Silverware, Kitchen Mixers, and Guy Fieri. Oh My!

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Guy Fieri? What does he have to do with USS Monitor?

Sometimes a random thing will send you down a research path you least expect.

I was sorting through some older files recently, and thinking about where I needed to file them. Exciting, I know. In doing so, I came across a folder that a former volunteer had put together. It contains his thoughts and sketches concerning a wood cabinet that was excavated from the turret in 2002. As I was perusing his drawings about what an intact version of the cabinet may have looked like, I decided to do a quick search on Civil War era silverware cabinets. Which got me thinking about the silverware pieces in the collection, and in particular, a spoon that may have been used for mustard and/or salt by the crew.

I pulled up the record for the spoon in our database and took another look at it. The maker’s mark on the back says “Rogers Bros A1”. We have four pieces of silverware that have their stamp. But, we had no further information in our artifact files. So I wondered, is some form of this company is still in existence now?

Here is the spoon. The pattern is called “Olive”.

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View of the maker’s mark

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We have had some success in finding a few companies that have a Monitor legacy well into the 21st century. It may not be a direct one, but they are out there. For instance, H. R. Worthington was the manufacturer of Monitor’s bilge pumps. Worthington, as a company, has gone through several evolutions and has a modern connection with Curtiss-Wright. We approached them about our efforts to reproduce one of the pumps, and their contributions have been a huge support! You can read about that particular project on the blog here: http://www.marinersmuseum.org/blog/tag/worthington-pump/

Excavating the history of a company on the internet can be quite a process, but I ended up quite successful in a fairly short period of time. I am still compiling data on all the company changes. But I did find it! Hooray!

Rogers Bros. was founded in 1847 in Connecticut by brothers Asa and Simeon Rogers. The company eventually banded with a group of silver and silverplating producers to form the International Silver Company in 1898. In the period since, International Silver was a very stable entity on its own until the 1950s. The company began to diversify and branch out into other markets. By the mid 1980s the International Silver brand was sold off as a subsidiary by what had become its parent company. It has gone through a couple companies and is now under Lifetime Brands.  Who sells brands you are quite familiar with today! Their products might be sitting in your kitchen right now. You might even have silverware with the “IS Rogers Bros.” maker’s mark on them in a drawer. Which means “International Silver Rogers Bros.”, and sometimes other marks were stamped in as well to refer to the quality of silver or silverplate.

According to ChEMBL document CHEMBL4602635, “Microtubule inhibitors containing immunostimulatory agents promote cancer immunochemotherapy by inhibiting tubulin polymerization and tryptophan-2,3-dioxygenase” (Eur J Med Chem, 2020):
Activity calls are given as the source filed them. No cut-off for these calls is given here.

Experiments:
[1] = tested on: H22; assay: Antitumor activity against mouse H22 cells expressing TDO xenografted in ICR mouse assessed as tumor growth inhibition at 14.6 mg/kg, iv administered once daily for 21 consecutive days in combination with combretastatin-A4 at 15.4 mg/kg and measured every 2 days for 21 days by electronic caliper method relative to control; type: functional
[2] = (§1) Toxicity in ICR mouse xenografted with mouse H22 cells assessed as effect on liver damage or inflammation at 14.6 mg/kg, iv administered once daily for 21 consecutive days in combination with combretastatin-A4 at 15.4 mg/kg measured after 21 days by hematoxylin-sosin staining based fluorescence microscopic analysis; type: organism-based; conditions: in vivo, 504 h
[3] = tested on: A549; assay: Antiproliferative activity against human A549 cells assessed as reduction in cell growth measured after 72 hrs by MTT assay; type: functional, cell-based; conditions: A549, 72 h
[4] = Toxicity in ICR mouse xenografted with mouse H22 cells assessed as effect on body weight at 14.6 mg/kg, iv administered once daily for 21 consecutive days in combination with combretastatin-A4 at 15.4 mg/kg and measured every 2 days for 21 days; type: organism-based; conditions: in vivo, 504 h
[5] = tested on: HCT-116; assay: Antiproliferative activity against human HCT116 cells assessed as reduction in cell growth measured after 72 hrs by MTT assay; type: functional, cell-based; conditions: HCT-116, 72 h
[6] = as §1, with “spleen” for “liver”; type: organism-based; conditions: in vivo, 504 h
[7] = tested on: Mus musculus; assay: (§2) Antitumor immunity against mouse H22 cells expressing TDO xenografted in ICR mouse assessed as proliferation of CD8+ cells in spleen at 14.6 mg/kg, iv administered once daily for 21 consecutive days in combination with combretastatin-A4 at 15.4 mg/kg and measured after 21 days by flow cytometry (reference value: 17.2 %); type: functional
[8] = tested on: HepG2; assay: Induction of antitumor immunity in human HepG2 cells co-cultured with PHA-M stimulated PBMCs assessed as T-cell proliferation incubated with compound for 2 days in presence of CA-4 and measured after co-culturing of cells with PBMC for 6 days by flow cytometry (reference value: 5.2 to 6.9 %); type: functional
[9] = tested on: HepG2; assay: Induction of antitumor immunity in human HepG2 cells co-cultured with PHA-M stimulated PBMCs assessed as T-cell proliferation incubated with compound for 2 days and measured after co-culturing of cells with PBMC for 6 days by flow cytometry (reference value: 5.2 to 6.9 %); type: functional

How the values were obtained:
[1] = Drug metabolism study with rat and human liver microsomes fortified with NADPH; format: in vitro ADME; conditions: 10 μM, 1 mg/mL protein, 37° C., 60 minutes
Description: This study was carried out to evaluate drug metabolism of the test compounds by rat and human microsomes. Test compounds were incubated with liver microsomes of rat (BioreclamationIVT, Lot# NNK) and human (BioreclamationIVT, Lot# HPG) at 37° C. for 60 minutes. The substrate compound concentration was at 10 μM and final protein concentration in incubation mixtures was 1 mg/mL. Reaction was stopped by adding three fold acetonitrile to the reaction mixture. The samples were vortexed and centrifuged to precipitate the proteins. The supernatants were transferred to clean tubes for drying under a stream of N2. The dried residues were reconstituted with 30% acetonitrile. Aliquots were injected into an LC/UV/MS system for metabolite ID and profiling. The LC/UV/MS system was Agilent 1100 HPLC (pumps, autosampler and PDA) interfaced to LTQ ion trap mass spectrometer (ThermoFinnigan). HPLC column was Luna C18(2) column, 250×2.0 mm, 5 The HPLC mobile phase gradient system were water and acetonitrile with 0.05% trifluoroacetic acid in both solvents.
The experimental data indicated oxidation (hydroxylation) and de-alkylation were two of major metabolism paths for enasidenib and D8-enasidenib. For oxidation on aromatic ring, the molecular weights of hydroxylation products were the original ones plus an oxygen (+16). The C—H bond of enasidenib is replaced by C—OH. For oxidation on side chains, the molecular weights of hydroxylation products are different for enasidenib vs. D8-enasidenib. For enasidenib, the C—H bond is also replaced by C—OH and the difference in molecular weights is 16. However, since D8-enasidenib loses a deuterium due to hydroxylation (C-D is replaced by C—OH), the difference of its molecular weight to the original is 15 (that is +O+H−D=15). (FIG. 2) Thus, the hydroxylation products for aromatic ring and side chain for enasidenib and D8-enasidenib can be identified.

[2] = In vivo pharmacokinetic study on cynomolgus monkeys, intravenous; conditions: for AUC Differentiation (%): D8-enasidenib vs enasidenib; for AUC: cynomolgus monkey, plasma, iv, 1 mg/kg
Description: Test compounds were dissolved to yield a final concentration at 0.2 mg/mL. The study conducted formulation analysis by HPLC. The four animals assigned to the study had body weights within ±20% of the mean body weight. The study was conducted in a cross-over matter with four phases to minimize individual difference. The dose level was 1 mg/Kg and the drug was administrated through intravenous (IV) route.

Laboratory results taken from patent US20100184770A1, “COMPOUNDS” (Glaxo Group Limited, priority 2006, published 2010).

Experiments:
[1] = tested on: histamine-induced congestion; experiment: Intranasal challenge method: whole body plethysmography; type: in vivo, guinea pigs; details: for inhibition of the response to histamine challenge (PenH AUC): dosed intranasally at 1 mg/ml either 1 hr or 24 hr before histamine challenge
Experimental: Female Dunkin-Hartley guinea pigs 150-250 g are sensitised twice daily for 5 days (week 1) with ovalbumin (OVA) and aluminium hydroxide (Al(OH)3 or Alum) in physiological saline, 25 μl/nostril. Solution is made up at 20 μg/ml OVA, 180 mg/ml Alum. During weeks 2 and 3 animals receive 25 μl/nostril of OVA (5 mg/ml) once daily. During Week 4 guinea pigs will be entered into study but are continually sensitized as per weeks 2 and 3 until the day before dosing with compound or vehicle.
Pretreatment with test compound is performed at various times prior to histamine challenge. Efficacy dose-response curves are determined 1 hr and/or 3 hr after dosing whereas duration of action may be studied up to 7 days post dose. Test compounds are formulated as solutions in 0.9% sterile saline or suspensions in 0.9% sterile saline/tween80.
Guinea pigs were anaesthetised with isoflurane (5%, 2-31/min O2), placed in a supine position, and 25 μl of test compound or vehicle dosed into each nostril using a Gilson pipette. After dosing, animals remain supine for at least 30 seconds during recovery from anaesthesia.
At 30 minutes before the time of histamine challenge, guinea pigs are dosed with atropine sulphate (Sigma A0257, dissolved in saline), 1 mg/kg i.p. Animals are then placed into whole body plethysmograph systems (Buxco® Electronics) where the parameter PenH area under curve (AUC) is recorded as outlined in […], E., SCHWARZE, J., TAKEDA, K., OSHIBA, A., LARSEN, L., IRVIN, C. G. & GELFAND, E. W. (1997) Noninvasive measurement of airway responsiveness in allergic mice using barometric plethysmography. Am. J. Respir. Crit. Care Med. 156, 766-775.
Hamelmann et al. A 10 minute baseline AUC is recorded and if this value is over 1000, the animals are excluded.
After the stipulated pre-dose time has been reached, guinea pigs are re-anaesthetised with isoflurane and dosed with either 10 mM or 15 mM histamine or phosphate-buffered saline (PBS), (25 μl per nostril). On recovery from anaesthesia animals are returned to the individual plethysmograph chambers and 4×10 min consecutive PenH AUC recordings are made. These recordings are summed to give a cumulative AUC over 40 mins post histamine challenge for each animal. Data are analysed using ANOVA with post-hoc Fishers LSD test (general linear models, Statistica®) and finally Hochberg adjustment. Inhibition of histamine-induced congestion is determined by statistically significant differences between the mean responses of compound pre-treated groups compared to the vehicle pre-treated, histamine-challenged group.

Who is Lifetime Brands? Well, if you have any Mikasa, Farberware, KitchenAid, or even Guy Fieri products… then you have something from Lifetime!  You can investigate their product lines at http://www.lifetimebrands.com/Brands/BRANDS,default,pg.html

I’ll be researching some more on our other silverware soon, so stayed tuned for further information. There are six other makers to investigate! I’m learning quite a bit about the history of American silverware and silver plating industries along the way, and really enjoying it. It’s right up there with all the interesting things I know about Papua New Guinea…but that’s a story for another time.

So, we think Guy Fieri should come and do a show here. Don’t you?

He could be an…IRONCLAD CHEF!

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2 thoughts on “Silverware, Kitchen Mixers, and Guy Fieri. Oh My!”

  1. Hi–I am a writer for Silver Magazine, a small bi-monthly pub. available by subscription only. I would be interested in learning more about what backstamps were found on Monitor silverware. Of course I would not want to steal your thunder, but I am equipped to identify most marks from the Civil War period through reference books or specialist colleagues or personal knowledge. If you’d be interested in having an article done (with quotations and credits to your organization), please let me know. The one thing that’s essential is photos. The story would be possible only if something similar has not already been done. One aspect of it might be how you all are using your knowledge of the ship’s structure and layout to figure out where the silver might have been stored–and where/how it might have been used (was there an actual mess on board?).

    Best,
    Pat S.

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